Big bikes are very much different from their small-displacement relatives. Not only do they produce more power—up to ten times as much, but they’re also physically bigger, and a lot sharper in terms of handling. Now, it’s often said that your tires are your bike’s most important component. In many cases, that’s very true, as they’re literally the only thing keeping your bike rolling.
Naturally, as technology advances, so too do our choices as consumers. This is especially true when it comes to performance tires, as they’ve certainly evolved a lot in the past few years. These days, tire technology from the world of racing has well and truly made its way into our production motorcycles. Nearly all premium bikes in the market come fitted with what are called multi-compound tires. Let’s take a closer look at multi-compound tires, and why they’ve become so ubiquitous in the world of big bikes.
What is a multi-compound tire?
Multi-compound tires are simple, really. As the name suggests, they feature different types of rubber compounds, in one tire. As you know, rubber adheres to the ground, but the degree to which it adheres depends on the hardness of the tire. Unlike a car tire, motorcycle tires lean from side-to-side when tackling corners. The sportiest motorcycles out there are capable of leaning close to 70 degrees at full tilt.
Naturally, this requires far more grip than if the bike was standing upright and going on a straight line. Conversely, if you were to put a super soft compound of rubber on the middle of the tire, it wouldn’t last long enough to be economical. What using multiple compounds does is optimize a tire’s performance for both longevity and performance.
What benefits do they offer?
Going into things in a little bit more detail, softer rubber compounds are often found closer to the edge of the tire, as these allow for more grip at the expense of reduced wear-resistance. This is all well and good as motorcycles don’t really spend as much time leaning over taking corners, than they do standing upright going in a straight line—well, most of the time, that is.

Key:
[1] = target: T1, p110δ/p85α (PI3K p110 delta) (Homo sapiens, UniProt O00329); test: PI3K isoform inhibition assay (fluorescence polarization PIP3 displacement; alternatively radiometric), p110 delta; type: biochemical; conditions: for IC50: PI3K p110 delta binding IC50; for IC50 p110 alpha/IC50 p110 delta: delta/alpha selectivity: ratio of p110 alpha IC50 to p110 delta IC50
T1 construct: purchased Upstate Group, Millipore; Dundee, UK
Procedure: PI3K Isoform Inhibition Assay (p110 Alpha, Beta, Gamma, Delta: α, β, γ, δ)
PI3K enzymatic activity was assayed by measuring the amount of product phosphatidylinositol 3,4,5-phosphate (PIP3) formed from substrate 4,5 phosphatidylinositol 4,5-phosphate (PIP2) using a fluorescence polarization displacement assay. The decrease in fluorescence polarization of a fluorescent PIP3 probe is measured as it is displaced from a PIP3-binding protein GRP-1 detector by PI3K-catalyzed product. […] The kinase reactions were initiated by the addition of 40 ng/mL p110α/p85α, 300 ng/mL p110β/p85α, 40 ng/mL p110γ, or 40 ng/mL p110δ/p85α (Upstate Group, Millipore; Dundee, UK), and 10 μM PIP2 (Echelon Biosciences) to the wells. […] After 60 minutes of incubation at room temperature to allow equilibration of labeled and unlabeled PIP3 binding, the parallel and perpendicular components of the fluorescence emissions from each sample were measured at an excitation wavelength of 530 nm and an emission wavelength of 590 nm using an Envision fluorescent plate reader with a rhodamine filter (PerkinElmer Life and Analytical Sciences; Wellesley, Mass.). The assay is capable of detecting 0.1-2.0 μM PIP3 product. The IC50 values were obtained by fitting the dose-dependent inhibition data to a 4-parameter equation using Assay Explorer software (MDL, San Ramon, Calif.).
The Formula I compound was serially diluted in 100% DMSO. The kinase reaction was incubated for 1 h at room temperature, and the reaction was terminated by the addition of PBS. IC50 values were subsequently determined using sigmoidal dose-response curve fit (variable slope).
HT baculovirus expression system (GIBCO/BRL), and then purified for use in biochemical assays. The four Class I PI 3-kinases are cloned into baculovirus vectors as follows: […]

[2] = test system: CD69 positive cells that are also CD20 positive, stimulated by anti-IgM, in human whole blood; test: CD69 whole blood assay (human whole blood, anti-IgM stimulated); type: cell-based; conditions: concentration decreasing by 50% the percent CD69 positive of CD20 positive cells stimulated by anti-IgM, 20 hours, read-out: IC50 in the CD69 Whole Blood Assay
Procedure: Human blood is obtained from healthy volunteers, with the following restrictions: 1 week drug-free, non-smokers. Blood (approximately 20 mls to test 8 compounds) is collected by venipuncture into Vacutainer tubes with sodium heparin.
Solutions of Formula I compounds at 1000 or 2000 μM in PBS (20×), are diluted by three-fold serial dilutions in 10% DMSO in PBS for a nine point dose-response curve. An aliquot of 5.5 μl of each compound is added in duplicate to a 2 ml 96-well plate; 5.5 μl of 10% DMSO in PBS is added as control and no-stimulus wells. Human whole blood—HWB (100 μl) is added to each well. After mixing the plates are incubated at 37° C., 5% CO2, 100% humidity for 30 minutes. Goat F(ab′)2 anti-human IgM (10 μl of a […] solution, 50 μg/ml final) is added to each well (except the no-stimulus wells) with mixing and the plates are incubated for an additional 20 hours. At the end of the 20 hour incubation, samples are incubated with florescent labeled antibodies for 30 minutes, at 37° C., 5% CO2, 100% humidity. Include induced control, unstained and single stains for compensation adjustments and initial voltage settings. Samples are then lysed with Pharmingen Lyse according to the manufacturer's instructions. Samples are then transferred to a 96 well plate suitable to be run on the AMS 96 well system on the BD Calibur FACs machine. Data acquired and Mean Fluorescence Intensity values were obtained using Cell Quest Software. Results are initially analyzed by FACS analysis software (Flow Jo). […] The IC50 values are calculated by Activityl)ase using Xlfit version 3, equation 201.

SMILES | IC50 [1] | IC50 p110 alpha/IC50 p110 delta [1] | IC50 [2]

In fancier tires, you may even see three, even four different compounds, with the softest rubber at the edge of the tire, a medium compound towards the middle of the tire, and a hard compound right at the center. This is the case for high-end sport-touring tires which are meant to meet the demands of both long-distance riding, as well as sporty, spirited riding on twisty roads or even the circuit.
They're a bit pricey
Of course, with all this technology comes a drawback, and that’s cost. Multi-compound tires cost up to twice or thrice the price of economy single-compound rubber. For instance, a set of Bridgestone Battlax S22 hypersport tires can cost around P20,000 depending on the size. However, what you do get is optimized versatility that will last you a lot longer than a single compound tire, as well as more even wear across the entire contact patch. This means that you can enjoy your tires at peak performance for a longer period of time, and wear them down completely evenly.